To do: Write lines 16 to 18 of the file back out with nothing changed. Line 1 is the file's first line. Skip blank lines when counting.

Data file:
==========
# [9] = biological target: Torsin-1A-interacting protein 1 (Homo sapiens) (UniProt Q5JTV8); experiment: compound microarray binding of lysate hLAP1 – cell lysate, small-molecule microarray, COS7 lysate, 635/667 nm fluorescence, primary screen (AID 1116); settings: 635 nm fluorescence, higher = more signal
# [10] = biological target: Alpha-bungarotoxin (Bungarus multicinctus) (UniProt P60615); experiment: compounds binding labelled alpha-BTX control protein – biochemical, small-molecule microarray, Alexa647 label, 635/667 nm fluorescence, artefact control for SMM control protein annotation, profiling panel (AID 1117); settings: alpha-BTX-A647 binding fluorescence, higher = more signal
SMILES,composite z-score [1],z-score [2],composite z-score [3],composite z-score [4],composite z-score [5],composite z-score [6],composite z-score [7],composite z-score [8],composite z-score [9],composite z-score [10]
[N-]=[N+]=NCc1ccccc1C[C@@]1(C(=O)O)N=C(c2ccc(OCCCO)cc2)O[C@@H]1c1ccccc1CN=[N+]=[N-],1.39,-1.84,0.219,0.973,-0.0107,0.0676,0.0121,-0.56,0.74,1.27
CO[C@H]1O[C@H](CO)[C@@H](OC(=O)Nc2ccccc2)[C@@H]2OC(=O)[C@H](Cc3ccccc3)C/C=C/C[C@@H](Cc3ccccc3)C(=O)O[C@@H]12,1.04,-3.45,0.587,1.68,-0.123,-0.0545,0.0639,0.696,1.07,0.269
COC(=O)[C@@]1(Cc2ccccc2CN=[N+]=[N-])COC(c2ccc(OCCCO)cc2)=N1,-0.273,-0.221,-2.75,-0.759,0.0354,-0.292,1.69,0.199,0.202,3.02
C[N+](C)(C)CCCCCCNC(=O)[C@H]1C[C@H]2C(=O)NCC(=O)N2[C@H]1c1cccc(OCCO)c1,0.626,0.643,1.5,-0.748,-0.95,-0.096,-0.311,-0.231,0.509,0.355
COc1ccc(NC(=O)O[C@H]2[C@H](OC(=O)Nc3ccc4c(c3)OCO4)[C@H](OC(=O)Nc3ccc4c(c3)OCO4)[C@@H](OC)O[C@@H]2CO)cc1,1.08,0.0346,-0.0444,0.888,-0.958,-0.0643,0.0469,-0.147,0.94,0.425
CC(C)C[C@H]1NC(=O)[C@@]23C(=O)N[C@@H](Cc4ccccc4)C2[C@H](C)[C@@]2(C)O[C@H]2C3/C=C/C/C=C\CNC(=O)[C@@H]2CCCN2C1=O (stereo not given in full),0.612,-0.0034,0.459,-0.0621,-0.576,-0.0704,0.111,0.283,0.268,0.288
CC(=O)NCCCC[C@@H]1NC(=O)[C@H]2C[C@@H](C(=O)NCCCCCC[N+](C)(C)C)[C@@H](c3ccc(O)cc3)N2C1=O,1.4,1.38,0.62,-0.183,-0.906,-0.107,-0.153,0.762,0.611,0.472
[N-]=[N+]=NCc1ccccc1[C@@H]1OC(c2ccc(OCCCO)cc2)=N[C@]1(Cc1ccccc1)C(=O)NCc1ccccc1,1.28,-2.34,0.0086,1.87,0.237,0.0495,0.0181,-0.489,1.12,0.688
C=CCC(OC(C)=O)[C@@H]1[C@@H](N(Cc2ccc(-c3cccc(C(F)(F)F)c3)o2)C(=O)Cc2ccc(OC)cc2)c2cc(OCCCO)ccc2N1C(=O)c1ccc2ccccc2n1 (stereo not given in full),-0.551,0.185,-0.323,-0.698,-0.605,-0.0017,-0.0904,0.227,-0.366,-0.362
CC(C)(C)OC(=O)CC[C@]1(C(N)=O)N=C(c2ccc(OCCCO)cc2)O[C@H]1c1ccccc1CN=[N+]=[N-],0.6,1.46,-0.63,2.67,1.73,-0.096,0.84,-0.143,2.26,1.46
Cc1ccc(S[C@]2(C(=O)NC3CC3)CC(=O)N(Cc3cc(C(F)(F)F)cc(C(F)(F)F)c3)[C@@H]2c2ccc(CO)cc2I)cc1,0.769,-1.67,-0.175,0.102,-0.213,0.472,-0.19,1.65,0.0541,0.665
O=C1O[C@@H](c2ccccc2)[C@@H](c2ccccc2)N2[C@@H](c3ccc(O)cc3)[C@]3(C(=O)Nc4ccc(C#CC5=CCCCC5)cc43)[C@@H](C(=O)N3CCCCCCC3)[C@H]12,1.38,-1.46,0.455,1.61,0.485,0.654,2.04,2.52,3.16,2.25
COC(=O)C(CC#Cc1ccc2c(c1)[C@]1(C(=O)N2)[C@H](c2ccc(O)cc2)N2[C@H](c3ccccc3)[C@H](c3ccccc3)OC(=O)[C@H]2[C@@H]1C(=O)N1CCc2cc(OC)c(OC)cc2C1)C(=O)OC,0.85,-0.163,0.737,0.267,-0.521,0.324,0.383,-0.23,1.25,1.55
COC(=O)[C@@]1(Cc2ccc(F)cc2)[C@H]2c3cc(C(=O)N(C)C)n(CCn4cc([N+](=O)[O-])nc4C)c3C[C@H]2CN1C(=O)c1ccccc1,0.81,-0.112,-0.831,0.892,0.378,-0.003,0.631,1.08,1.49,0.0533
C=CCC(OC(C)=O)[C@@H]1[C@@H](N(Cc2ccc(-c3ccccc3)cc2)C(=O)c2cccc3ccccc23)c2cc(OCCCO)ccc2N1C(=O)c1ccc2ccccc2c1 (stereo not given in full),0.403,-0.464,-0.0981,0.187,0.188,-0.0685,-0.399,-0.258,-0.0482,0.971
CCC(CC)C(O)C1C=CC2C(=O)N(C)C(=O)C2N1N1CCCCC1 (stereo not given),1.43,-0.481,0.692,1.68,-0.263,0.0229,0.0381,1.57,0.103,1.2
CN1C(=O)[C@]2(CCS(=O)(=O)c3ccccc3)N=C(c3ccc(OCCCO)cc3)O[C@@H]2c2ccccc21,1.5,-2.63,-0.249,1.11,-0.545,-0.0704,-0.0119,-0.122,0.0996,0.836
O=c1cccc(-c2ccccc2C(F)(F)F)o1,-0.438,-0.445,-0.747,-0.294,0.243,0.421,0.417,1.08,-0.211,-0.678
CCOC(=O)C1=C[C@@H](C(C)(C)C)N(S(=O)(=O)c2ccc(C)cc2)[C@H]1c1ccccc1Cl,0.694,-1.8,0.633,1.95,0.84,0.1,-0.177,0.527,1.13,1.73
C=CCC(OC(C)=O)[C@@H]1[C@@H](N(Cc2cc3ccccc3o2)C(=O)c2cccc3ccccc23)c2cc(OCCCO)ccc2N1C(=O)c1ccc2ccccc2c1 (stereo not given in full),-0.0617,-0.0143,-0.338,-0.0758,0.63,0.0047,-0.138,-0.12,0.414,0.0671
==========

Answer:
COC(=O)C(CC#Cc1ccc2c(c1)[C@]1(C(=O)N2)[C@H](c2ccc(O)cc2)N2[C@H](c3ccccc3)[C@H](c3ccccc3)OC(=O)[C@H]2[C@@H]1C(=O)N1CCc2cc(OC)c(OC)cc2C1)C(=O)OC,0.85,-0.163,0.737,0.267,-0.521,0.324,0.383,-0.23,1.25,1.55
COC(=O)[C@@]1(Cc2ccc(F)cc2)[C@H]2c3cc(C(=O)N(C)C)n(CCn4cc([N+](=O)[O-])nc4C)c3C[C@H]2CN1C(=O)c1ccccc1,0.81,-0.112,-0.831,0.892,0.378,-0.003,0.631,1.08,1.49,0.0533
C=CCC(OC(C)=O)[C@@H]1[C@@H](N(Cc2ccc(-c3ccccc3)cc2)C(=O)c2cccc3ccccc23)c2cc(OCCCO)ccc2N1C(=O)c1ccc2ccccc2c1 (stereo not given in full),0.403,-0.464,-0.0981,0.187,0.188,-0.0685,-0.399,-0.258,-0.0482,0.971